Friday, August 2, 2013

Understanding Modes


Dance music theory expert Oliver Curry introduces the concept of modes and explains why they’re relevant to electronic music.
In this edition of Passing Notes, we’re looking at modes. Modes are often seen as one of the trickier musical concepts to get to grips with, but once the basic theory clicks into place you’ll see that it’s very easy to introduce them to your compositions and create distinctive melodic feels.
Here we’ll examine some of the more frequently use modes in dance music, show how they’re constructed and see what effect they have on the sound of tracks. We’ll take a look at examples from Todd Terje and Kryptic Minds to see how modes can work in practice.


Firstly, let’s define modes. Modes can be seen as scales derived from the notes of the major scale, but starting at different intervals in that scale. If that sounds confusing, don’t worry – most musicians find modes a little tricky to get their head round at first. Keep reading and things should begin to make more sense.
We’ll take the C major scale as our starting point, simply because sticking to all the white keys on our keyboard can make things a little easier to follow!
So, playing an octave of notes in the C major scale, starting and ending on C, will give you a mode known as Ionian (in the key of C). However, if we start and end our progression at different intervals of the same scale, we get the following modes, now in their respective keys:
1 – C – Ionian
2 – D – Dorian
3 – E – Phrygian
4 – F – Lydian
5 – G – Mixolydian
6 – A – Aeolian
7 – B – Locrian
So, for example, E, F, G, A, B, C, D, E is a Phrygian mode in E, whereas F, G, A, B, C, D, E, F will give you a Lydian mode in F. As we’ll see shortly, these modes can then be transposed up and down to play them in different keys. So, if we transposed every note in the E Phrygian mode down four semitones, we’d have C Phrygian.
The four modes we’ll be looking at here are the most common: Ionian, Aeolian, Phrygian and Mixolydian.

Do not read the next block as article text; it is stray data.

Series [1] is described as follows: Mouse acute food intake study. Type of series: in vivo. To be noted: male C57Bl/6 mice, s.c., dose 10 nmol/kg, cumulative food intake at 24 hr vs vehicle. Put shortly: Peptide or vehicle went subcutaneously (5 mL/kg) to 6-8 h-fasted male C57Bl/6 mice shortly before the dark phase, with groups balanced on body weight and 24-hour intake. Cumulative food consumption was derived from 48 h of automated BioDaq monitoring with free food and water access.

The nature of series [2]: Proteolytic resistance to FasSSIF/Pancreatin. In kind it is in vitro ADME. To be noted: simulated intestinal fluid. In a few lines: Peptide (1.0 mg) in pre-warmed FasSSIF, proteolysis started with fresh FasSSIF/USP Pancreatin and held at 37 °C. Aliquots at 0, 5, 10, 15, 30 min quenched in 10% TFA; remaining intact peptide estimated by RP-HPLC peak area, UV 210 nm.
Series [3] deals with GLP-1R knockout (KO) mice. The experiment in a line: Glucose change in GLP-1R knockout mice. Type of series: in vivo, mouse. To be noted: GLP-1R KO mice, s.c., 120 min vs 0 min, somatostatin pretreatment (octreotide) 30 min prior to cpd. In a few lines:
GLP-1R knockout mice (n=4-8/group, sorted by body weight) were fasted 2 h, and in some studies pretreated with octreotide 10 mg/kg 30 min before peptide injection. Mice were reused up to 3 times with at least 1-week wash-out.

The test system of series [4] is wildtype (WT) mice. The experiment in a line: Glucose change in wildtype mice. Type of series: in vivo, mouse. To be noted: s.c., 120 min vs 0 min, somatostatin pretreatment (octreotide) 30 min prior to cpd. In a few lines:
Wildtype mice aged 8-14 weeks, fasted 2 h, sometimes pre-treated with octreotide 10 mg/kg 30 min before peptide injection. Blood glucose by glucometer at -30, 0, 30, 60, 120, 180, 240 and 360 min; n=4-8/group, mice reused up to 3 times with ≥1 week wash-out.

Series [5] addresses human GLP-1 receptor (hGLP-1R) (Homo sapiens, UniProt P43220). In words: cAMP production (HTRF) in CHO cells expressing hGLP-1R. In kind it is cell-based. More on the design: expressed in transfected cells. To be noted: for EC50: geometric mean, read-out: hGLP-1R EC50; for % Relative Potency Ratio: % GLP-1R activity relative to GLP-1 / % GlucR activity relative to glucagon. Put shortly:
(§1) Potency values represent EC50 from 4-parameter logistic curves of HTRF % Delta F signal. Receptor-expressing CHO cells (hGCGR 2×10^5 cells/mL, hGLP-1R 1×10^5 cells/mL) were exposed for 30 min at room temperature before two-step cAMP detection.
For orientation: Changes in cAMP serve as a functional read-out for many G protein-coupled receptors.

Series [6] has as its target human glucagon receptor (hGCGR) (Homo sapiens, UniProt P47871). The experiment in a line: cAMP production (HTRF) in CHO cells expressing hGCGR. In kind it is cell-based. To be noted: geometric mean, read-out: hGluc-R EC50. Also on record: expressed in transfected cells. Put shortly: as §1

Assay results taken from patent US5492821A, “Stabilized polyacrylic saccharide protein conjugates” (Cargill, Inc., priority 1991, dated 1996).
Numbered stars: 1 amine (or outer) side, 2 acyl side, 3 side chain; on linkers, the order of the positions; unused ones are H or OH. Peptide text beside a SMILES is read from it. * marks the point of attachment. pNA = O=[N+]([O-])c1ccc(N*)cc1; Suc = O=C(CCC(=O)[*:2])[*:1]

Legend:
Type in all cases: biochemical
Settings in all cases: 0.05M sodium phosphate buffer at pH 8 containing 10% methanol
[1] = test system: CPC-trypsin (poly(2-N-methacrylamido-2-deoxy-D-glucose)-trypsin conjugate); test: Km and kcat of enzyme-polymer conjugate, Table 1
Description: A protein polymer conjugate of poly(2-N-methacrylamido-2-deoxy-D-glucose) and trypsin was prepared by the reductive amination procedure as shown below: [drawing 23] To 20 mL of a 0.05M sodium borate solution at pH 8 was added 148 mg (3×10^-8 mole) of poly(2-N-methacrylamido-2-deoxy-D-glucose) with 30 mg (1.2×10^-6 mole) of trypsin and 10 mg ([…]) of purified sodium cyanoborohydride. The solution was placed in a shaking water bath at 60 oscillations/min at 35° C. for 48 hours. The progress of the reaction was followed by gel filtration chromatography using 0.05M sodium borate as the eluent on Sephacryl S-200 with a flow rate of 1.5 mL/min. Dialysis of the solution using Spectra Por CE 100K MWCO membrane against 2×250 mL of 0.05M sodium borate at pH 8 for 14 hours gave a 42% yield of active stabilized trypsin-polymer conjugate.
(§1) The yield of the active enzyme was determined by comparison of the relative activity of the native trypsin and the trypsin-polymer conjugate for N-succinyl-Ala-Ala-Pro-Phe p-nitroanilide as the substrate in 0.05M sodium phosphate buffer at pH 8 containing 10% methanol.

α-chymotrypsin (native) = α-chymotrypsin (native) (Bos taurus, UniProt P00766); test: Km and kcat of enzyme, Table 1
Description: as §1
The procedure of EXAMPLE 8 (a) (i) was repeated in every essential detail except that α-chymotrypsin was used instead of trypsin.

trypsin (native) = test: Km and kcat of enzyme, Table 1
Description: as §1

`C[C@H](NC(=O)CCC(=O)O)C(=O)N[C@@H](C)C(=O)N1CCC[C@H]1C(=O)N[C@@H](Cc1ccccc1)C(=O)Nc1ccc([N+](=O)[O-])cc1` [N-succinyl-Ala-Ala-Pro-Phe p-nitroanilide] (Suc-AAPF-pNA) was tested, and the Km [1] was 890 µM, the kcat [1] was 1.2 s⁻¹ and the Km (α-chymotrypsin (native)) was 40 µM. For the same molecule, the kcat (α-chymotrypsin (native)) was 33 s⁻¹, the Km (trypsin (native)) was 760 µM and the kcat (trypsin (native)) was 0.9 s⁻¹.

You can see how each mode transposes into other keys using interactive online tools such as this one from Musicopedia.


The Ionian mode is instantly recognisable as a standard major scale.
In C, the notes of the Ionian mode are C, D, E, F, G, A, B, C. It sounds and looks like this:
Its ‘happy’ sound is largely characterised by its major 3rd, but the major 7th (both highlighted in red) is also important, especially in a lot of dance music where major 7 chords are frequently used.
Dance music is very rarely written in a major key. However, every major key has a relative minor(Aeolian mode) using all the same notes. This means that chord progressions in a minor key could easily have a melody in a major key over the top.
We can hear an example of this below. We’ve played a very recognisable melody in a C major key, then repeated it over a simple chord progression in C major’s relative minor key, A minor. This completely changes the context and feel of the original melody:


Probably the most commonly used mode in dance music, the Aeolian mode forms the natural minor scale. As we can see from the list above, it starts at the 6th interval of the major scale.
Played in C, the notes of the Aeolian mode are C, D, Eb, F, G, Ab, Bb, C.
It sounds like this:
It’s largely characterised by its minor 3rd and minor 7th, in this case the Eb and Bb (highlighted in red), giving it its darker harmonic quality.